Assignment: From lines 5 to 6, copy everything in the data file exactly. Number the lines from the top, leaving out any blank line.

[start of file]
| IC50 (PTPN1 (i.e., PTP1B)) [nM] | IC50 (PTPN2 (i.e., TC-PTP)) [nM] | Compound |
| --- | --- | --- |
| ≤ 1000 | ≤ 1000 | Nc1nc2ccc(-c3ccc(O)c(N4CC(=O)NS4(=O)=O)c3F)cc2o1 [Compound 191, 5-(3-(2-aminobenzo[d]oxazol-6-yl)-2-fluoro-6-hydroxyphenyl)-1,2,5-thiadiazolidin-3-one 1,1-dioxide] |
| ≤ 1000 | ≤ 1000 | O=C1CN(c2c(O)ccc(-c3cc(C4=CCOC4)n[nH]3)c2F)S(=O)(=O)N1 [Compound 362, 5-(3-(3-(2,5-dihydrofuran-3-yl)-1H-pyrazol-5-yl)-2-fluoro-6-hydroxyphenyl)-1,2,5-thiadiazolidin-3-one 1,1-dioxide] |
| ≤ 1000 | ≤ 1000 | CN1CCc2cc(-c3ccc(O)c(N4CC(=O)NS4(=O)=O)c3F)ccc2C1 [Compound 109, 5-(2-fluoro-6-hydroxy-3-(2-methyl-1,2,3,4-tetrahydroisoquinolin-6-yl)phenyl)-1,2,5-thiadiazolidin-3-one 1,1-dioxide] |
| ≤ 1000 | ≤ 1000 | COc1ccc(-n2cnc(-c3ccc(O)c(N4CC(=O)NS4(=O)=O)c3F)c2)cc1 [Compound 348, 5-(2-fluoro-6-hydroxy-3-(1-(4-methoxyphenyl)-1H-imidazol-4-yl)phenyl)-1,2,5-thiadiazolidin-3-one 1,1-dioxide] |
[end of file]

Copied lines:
| ≤ 1000 | ≤ 1000 | CN1CCc2cc(-c3ccc(O)c(N4CC(=O)NS4(=O)=O)c3F)ccc2C1 [Compound 109, 5-(2-fluoro-6-hydroxy-3-(2-methyl-1,2,3,4-tetrahydroisoquinolin-6-yl)phenyl)-1,2,5-thiadiazolidin-3-one 1,1-dioxide] |
| ≤ 1000 | ≤ 1000 | COc1ccc(-n2cnc(-c3ccc(O)c(N4CC(=O)NS4(=O)=O)c3F)c2)cc1 [Compound 348, 5-(2-fluoro-6-hydroxy-3-(1-(4-methoxyphenyl)-1H-imidazol-4-yl)phenyl)-1,2,5-thiadiazolidin-3-one 1,1-dioxide] |